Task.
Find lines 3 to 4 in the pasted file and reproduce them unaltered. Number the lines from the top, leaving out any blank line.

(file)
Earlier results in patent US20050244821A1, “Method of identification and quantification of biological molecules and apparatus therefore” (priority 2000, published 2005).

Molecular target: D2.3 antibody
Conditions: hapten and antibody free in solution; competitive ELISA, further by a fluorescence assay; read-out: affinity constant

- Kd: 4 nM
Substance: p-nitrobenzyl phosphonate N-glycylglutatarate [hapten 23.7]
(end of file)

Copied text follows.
Conditions: hapten and antibody free in solution; competitive ELISA, further by a fluorescence assay; read-out: affinity constant

- Kd: 4 nM